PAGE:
Chicago: Moody Press, 1962. Reprint. Paperback. Used - Good. Original illustrated card stock wraps; spine sunned; some rubbing and light shelf wear. Toned from age. Clean and unmarked. Ex libris stamp on title page. 12 x 17 cm. 352 pp. Item #9328
About the author:
Charles Grandison Finney was born in Warren, Connecticut, on August 29, 1792. As a child, he lived in western New York but returned to Connecticut for his education. He studied as a lawyer but soon gave up his practice of the law in order to become a Presbyterian minister in 1824.
Finney is probably best known for his contribution to the religious movement known as the Second Great Awakening during the 1830s. At the heart of this movement was a series of revivals. Finney was an evangelist who spoke at these revivals, using emotional sermons to urge his audiences to devote their lives to God. He was extremely successful in obtaining converts but also stirred up controversy wherever he went. He was an outspoken abolitionist and championed other social reforms in the nineteenth century. In contrast to most churches, who encouraged women to not actively participate in services, Finney asked women to pray aloud at his revivals. In addition to his speaking at revivals, Finney published many of his sermons and religious beliefs and became an influential theologian.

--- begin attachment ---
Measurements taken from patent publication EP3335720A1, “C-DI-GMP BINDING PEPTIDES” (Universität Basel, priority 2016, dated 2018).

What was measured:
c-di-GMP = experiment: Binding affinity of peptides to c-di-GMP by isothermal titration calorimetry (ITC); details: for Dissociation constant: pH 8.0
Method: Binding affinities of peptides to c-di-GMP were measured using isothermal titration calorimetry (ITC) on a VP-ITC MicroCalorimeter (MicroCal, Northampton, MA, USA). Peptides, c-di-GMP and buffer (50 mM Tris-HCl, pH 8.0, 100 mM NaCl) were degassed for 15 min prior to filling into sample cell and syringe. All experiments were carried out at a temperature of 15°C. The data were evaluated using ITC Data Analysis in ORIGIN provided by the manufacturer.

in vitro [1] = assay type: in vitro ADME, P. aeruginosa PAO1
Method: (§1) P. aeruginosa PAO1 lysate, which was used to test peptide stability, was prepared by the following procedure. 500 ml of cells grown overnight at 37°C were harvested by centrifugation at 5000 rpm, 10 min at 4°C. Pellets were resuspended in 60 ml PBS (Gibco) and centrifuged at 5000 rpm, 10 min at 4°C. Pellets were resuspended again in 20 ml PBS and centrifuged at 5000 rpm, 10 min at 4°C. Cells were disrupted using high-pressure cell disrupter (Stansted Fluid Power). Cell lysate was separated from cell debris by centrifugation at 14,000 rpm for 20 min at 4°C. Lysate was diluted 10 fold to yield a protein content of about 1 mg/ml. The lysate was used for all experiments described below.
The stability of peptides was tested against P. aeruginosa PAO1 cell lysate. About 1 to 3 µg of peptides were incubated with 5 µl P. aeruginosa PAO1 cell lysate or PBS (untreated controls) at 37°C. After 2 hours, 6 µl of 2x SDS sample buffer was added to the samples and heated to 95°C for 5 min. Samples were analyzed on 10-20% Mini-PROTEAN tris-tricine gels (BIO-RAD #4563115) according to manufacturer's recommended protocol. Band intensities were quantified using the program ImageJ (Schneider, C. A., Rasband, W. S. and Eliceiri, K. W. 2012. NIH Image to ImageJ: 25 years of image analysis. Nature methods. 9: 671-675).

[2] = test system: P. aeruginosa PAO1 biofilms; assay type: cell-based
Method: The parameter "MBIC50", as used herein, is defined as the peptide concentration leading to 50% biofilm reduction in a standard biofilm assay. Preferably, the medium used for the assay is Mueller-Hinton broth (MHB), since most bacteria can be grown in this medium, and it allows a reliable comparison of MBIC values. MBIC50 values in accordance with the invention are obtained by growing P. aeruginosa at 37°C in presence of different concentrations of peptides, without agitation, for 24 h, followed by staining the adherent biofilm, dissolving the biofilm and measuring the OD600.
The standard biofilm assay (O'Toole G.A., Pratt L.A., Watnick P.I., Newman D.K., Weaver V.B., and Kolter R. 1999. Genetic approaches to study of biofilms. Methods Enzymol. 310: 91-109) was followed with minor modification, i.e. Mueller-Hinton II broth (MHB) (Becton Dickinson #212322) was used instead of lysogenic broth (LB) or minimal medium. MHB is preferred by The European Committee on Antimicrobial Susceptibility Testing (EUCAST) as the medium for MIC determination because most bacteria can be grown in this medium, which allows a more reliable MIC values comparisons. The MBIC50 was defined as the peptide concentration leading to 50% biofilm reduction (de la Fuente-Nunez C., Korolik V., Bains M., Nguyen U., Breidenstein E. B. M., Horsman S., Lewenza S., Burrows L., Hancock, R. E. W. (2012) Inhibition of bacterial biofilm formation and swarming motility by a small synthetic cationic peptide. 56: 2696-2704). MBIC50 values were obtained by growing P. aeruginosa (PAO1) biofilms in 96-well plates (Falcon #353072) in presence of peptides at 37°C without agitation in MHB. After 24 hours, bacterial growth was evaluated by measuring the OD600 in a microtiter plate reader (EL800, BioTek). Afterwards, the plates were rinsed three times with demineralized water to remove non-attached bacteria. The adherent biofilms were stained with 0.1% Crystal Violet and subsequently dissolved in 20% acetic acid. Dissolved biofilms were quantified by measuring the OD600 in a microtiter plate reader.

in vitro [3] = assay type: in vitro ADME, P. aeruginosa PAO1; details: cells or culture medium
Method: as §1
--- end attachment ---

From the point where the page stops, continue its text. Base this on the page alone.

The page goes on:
Although the Second Great Awakening eventually ended, Finney continued to influence American religious thought. In 1835, Oberlin College hired him as professor of theology. Finney continued to preach on a local level but ceased to travel extensively as an evangelist after that point. In addition to his years of service on Oberlin's faculty, he became the college's second president from 1851 to 1866. Finney died at Oberlin on August 16, 1875.
Courtesy of Ohio History Central.